Sunday, 8 March 2015

A Trans-Tasman Picture Book Round-up 2014

A Trans-Tasman Picture Book Round-up 2014


By Trevor Agnew


Incy Wincy Spider ill by Karen Erasmus (2014) Lothian, NZ$20

Doggy Ditties from A-Z  Jo van Dam, ill. Myles Lawford (2014) Scholastic NZ, $19.50

Pigs Might Fly  Brett Avison, ill. Janine Dawson (2014) Five Mile Press, $24.95

Mrs Mo's Monster by Paul Beavis (2014) Gecko, pb NZ 19.99 [hb NZ$34.99]

Blackie the Fisher cat by Janet Pereira, ill. Gabriella Klepatski, (2014) Craig Potton Publishing, Nelson NZ,  NZ$19.99 [hb NZ$29.99]

Best Mates by Philippa Werry, ill. Bob Kerr (2014) New Holland, NZ$19.99

 Trans-Tasman Picture Book Round-Up

  There have been many good illustrated versions of children’s rhymes published recently. Unfortunately Incy Wincy Spider is not one of them.  The author, who has wisely remained anonymous, has expanded the rhyme so that the luckless spider encounters disaster in every part of the house. Since this is an Australian book, a toilet seat encounter is included. It would all be harmless fun, like Karen Erasmus’s illustrations, but the writer has a tin ear and many of the clunky lines lack the rhythm of the original.  
The Incy Wincy Spider climbed up the sandcastle wall.
The Kids started to dig and the castle walls did fall.”
This disappointing book is not good enough for children.
Jo van Dam’s rhymes in Doggy Ditties from A-Z are much better. Avoiding any suggestion of doggerel, she has created 26 droll verses about various canine breeds from Attenpinscher to Zuchon.  There is even an X for the Xoloitzcuintlil (Mexican Hairless):
This unusual hairless dog walks round in the nude.
If it were a person, we would think it rather rude.”
The witty rhymes – some of them limericks – also deal with more familiar dogs, including the Boxer, Fox Terrier, Labrador and Great Dane, with a great deal of doggy nibbling, dribbling and digging.
Myles Lawford’s illustrations capture the personalities of the various dogs in his lively colour illustrations.

Pigs Might Fly by Aussie writer Brett Avison (author of A Bigger Digger) carries its plot in its title. When the farm is flooded, most of the animals are driven off to high ground but Ted and Bryn are trapped. They hope to escape in the farm’s microlight aircraft but then find that six piglets and a hen still have to be rescued.  Bryn’s very funny solution provides an amusing ending with a witty pop-up illustration. Avison’s verse has funny rhymes and his tale moves as fast as the flood-waters, while Janine Dawson’s colour pictures capture the droll chaos of the farm evacuation.
Mrs Mo's Monster, written and illustrated by Paul Beavis, a New Zealand website designer, is a marvellous read-aloud book for parents and grandparents. Mrs Mo’s home is rudely invaded by a monster which leaves a trail of destruction.
I am a monster and what I do
is crunch, munch and chew,”
Mrs Mo subtly diverts the unruly monster into cake-making and preparing a surprise for Mr Mo. Young readers (or listeners) will enjoy the fun, even as the crafty parable gives them a subtle lesson in the importance of manners. Beavis’s illustrations are bold and full of impact, while the text is skilfully designed with dramatic bold lettering for the enjoyably noisy bits.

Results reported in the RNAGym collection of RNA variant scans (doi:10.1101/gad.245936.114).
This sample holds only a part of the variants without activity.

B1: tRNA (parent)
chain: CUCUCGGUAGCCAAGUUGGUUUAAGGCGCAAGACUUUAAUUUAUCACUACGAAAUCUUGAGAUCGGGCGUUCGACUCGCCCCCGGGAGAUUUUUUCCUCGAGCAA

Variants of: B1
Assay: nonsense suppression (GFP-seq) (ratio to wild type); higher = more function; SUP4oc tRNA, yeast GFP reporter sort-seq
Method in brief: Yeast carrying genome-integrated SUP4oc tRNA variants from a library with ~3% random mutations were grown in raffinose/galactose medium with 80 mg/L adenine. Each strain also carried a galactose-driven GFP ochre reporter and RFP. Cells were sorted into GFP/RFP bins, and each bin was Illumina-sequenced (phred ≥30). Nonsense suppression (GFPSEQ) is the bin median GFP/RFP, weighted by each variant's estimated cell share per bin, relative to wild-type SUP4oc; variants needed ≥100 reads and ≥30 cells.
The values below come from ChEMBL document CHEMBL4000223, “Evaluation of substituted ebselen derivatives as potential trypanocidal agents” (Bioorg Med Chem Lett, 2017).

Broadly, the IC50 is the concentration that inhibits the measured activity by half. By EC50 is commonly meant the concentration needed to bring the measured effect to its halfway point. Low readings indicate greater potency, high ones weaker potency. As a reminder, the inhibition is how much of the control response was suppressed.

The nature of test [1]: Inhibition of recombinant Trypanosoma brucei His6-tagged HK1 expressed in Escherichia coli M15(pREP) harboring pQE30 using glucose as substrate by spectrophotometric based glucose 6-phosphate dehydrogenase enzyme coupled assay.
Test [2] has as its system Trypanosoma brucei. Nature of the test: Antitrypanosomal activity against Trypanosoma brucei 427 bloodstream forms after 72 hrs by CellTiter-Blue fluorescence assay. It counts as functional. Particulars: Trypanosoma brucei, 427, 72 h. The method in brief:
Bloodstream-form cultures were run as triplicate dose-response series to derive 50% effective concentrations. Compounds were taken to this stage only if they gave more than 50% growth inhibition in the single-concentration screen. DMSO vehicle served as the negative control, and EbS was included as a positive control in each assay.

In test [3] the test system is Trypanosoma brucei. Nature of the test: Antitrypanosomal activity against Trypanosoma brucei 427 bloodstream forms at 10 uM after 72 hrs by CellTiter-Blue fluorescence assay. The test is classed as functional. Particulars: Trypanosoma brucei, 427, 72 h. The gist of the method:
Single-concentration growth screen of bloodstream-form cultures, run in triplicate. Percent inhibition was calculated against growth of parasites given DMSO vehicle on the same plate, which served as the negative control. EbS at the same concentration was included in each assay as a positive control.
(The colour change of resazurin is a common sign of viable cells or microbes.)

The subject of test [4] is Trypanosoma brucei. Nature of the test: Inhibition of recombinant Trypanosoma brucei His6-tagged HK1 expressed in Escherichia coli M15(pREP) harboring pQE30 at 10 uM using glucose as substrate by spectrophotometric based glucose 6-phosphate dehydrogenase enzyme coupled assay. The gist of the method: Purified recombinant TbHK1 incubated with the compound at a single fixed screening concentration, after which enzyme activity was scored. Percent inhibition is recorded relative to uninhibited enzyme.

Blackie the Fisher Cat is a charming illustrated tale by Janet Pereira about Grandpop’s remarkable fishing holiday. As shown in Gabriella Klepatski’s atmospheric colour illustrations, Grandpop takes his caravan to a motor camp on the coast. When he goes out fishing, a stray black cat accompanies him, leading him to the best spot and accepting fish livers as his share of the day’s catch. Grandpop enjoys the cat’s company and is sorry to leave him behind at the motor camp. The cat, however, has a surprise in store for Grandpop. This is a sweet story that independent readers will enjoy.
Like Blackie the Fisher Cat, Philippa Werry’s Best Mates is a New Zealand book. Three boys from the West Coast, Harry Joe and the un-named narrator are the ‘best mates’ of the title, playing together, attending school together and joining the army together in 1914.  Bob Kerr’s meticulously-researched colour illustrations show the three pals embarking for their great adventure, visiting the Pyramids, training in Egypt, then sailing from Lemnos and landing at Gallipoli. “Harry, Joe and I stuck together. We cooked together and ate together. We shared the same trench. Everyone knew we were mates.” In simple unsentimental prose, the story of Gallipoli unfolds with its grim trench warfare, extremes of temperature, privations and illness. Tragedy strikes for the trio, with the death of Harry. “The chaplain had to be quick because of the snipers.” The story continues with the recognition of defeat and the evacuation of the peninsula. “Our feet were muffled in cloths. We didn’t cough or talk or even whisper.Best Mates doesn’t end with this defeat.  The survivors return to civilian life and raise families but are always wistfully aware of the absence of their ‘best mate.’  Decades later, as old men, they return to Anzac Cove and visit the New Zealand graveyard. ‘He was in a big cemetery with hundreds of other Anzacs…It was still far away but now it felt as if he was among friends.

Bob Kerr’s illustrations are as spare and graceful as Werry’s prose. One double-spread illustration shows soldiers digging two trenches with pick and shovel, rifles close at hand. It is only at second glance that it becomes clear that the soldiers in one trench are Anzacs while in the other they are Turkish. 
Best Mates is a moving picture book, with a fictional tale that rings true, and which brings to life a key event in our national history.

Trevor Agnew

Note: This review originally appeared Your Weekend magazine (Fairfax NZ) in such newspapers as The Press and Dominion Post on 23 August 2014

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